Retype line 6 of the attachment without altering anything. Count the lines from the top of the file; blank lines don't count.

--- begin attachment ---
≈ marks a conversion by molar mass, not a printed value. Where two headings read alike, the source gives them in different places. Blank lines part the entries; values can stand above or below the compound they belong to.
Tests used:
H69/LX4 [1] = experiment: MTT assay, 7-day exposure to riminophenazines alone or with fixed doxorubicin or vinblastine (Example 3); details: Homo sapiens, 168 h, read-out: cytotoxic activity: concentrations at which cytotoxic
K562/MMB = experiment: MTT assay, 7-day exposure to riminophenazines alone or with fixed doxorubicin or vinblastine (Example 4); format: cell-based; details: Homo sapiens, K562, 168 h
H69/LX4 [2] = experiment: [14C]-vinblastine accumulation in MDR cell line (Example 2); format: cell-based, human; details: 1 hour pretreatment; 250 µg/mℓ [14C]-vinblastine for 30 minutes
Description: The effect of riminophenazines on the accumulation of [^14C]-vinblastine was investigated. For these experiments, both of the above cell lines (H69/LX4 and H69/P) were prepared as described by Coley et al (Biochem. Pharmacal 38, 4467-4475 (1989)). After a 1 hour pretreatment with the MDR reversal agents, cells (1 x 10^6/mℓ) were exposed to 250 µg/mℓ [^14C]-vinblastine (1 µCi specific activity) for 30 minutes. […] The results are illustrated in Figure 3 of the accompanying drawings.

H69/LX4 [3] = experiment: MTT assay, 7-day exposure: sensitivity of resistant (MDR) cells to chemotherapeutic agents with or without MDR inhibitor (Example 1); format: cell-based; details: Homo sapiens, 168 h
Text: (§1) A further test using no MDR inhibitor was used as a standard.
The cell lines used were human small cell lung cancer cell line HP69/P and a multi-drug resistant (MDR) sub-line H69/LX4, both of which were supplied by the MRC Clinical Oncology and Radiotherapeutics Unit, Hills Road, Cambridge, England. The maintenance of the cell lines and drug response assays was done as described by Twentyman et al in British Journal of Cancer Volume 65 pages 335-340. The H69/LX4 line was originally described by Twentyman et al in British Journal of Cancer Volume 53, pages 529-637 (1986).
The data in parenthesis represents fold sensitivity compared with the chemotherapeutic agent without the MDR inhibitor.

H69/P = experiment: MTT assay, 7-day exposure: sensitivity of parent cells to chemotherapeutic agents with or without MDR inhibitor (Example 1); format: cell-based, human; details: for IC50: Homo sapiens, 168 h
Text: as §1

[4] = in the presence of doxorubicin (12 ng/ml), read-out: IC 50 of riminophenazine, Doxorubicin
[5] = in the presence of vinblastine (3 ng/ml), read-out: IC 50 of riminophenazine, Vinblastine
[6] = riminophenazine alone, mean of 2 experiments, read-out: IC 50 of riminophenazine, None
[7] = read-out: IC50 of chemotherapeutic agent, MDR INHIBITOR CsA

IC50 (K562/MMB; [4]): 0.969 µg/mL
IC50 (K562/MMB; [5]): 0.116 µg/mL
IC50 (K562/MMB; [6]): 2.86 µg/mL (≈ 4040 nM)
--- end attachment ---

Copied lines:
Description: The effect of riminophenazines on the accumulation of [^14C]-vinblastine was investigated. For these experiments, both of the above cell lines (H69/LX4 and H69/P) were prepared as described by Coley et al (Biochem. Pharmacal 38, 4467-4475 (1989)). After a 1 hour pretreatment with the MDR reversal agents, cells (1 x 10^6/mℓ) were exposed to 250 µg/mℓ [^14C]-vinblastine (1 µCi specific activity) for 30 minutes. […] The results are illustrated in Figure 3 of the accompanying drawings.